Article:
Insider tip: The island has a complimentary trolley service that transports guests from one beach to the next.
6. Little Gasparilla Island
Little Gasparilla Island is a short boat journey north of Gasparilla Island and is its smaller and underdeveloped relative. Little Gasparilla is located near the mouth of Charlotte Harbor, roughly midway between Sarasota and Fort Myers, and offers the lovely, relaxing beach vacation you’ve been dreaming of. There are no high-rise buildings to be seen!
You’ll have to rely on your own two feet to move around because there are no roads or cars on the island. That won’t be a problem, thanks to the sugar-white sand’s luxurious feel and cleanliness. In the summer, though, be careful where you tread because this is where sea turtles lay their eggs.
5. Gasparilla Island
Gasparilla Island is a small barrier island off the coast of Florida. Despite its proximity to cities such as Port Charlotte and Cape Coral, Gasparilla Island has a much more laid-back vibe. Gasparilla, named for a Spanish pirate who once resided on the island, is one of the few remaining examples of old Florida.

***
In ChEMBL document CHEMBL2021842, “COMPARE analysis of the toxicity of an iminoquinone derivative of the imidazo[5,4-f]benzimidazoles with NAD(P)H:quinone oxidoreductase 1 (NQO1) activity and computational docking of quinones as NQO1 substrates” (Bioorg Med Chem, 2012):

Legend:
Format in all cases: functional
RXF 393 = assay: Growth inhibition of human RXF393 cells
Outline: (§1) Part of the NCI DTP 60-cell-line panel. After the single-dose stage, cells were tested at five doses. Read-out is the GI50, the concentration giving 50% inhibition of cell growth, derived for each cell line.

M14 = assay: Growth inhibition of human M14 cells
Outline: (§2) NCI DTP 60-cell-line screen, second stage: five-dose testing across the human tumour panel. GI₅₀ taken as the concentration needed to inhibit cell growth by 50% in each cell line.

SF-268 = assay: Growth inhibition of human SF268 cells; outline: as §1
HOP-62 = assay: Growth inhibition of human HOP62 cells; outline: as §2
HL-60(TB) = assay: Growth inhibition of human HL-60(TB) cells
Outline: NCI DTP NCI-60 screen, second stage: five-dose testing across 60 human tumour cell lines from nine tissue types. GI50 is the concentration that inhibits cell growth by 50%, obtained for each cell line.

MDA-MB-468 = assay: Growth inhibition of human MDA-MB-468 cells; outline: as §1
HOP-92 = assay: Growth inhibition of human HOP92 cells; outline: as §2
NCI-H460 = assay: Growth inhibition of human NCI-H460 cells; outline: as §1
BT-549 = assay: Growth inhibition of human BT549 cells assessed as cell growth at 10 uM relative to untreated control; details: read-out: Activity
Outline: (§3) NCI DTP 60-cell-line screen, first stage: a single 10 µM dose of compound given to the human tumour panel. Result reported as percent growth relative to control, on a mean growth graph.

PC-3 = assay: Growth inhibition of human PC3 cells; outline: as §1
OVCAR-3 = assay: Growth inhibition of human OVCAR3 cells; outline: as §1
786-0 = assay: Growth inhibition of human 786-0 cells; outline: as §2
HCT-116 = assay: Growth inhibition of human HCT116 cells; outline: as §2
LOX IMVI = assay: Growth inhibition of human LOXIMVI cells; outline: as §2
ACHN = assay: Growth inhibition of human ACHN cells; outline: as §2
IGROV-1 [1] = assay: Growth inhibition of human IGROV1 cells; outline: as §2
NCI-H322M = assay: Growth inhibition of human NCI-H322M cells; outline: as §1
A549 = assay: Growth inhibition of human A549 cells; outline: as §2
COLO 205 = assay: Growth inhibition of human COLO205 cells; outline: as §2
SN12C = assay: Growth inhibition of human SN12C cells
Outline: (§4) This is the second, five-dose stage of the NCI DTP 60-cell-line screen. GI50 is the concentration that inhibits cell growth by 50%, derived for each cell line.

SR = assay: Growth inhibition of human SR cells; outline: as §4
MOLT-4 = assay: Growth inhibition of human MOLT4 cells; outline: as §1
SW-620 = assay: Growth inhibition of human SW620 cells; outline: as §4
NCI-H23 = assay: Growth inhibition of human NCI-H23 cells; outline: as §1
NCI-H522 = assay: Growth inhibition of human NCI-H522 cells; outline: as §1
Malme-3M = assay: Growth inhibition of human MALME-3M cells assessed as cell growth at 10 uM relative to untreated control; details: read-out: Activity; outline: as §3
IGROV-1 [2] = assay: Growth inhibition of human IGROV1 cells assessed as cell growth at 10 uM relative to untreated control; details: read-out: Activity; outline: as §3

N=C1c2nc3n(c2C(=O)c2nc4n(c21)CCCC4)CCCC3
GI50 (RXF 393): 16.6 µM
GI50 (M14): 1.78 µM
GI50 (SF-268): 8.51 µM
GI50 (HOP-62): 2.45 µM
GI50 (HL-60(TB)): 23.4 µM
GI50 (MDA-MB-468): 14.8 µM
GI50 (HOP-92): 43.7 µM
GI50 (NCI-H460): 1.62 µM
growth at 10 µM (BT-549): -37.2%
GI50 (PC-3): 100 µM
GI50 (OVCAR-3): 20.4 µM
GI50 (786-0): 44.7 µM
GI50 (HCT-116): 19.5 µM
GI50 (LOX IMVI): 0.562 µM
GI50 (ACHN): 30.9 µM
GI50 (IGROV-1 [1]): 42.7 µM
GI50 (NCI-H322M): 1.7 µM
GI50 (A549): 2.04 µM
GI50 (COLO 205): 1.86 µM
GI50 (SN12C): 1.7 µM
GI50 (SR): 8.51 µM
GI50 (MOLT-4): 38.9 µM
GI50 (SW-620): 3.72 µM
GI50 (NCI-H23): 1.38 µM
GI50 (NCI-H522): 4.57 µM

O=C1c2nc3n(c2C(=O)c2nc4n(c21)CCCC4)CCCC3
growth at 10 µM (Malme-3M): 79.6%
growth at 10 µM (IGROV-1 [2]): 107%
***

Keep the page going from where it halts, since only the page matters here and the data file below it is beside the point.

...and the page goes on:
Take a morning stroll on Boca Grande Beach and immerse your toes in the cold ocean water. The Port Boca Grande Lighthouse, which was originally illuminated in 1890, is located on the island’s southernmost southern tip. A ride along the Boca Grande Bike Trail will undoubtedly be memorable if you enjoy birdwatching.